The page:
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From Greg Stein <>
Subject Re: Licence headers in template files
Date Mon, 06 Feb 2012 19:38:56 GMT
On Mon, Feb 6, 2012 at 13:18, Ross Gardler <> wrote:
> Sent from my mobile device, please forgive errors and brevity.
> On Feb 6, 2012 5:26 PM, "Greg Stein" <> wrote:
>> On Feb 6, 2012 11:41 AM, "sebb" <> wrote:
>> >...
>> > Perhaps the answer to "Why is a licensing header necessary?"
>> >
>> > is relevant here.
>> >
>> > The README file is generally not going to be modified - or seen in
>> > isolation - so it's not so necessary for the end user to know its
>> > license from the file itself.
>> >
>> > However, the template files are specifically designed for
>> > modification, and are likely to be seen without the LICENSE file, so
>> > IMO the enduser should see the AL header as part of the file.
>> That would be my thinking, too.
> Not in this specific case, I think.

You keep refining the description :-P

> The original template files are not modified directly, neither are the
> output files. Modifications are by token replacement in the simplest form
> or by creating a completely new template to override the original (at which
> point the user can define their own licence).

Personally, I call that a tool problem. Seems there ought to be some
kind of comment directive that won't get included into the output. Put
the ALv2 notice in that comment.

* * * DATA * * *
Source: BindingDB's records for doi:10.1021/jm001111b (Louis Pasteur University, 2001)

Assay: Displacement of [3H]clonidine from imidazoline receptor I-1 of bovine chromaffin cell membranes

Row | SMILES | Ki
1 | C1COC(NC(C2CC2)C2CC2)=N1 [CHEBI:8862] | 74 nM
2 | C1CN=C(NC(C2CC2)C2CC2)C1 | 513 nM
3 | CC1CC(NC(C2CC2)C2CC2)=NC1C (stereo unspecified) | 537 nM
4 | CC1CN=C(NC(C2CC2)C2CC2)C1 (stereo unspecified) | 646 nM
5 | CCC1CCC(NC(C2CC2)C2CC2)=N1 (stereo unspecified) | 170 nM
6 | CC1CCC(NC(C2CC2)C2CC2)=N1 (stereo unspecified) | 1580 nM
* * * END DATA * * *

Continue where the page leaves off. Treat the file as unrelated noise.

And you're saying "supply a new template", but who knows what people
will do? Is there anything that prevents a downstream user from
editing these templates before packaging? Probably not. Sure... you'd
*like* them to provide a new template as part of Best Practices, but I
doubt that is forced.

> If the user generates their widgets from these templates the files we are
> talking about will be included in larger files, which do contain license
> headers. Final outputs will therefore always have an Apache header, there
> may be user specified headers surrounding their own contributions.

Gotcha. Yeah, that would be ugly, and it gets back to having some kind
of a "don't place <this> into the output" block.

> The final outputs should never be edited, it's the widget definitions (the
> tokens referred to above) that get edited.


Elsethread, I think Craig's suggestion is effectively saying "if the
file is shorter than the text, then we will declaratively state there
is no creativity in it." I'm not sure that is proper, but can
certainly see the argument.


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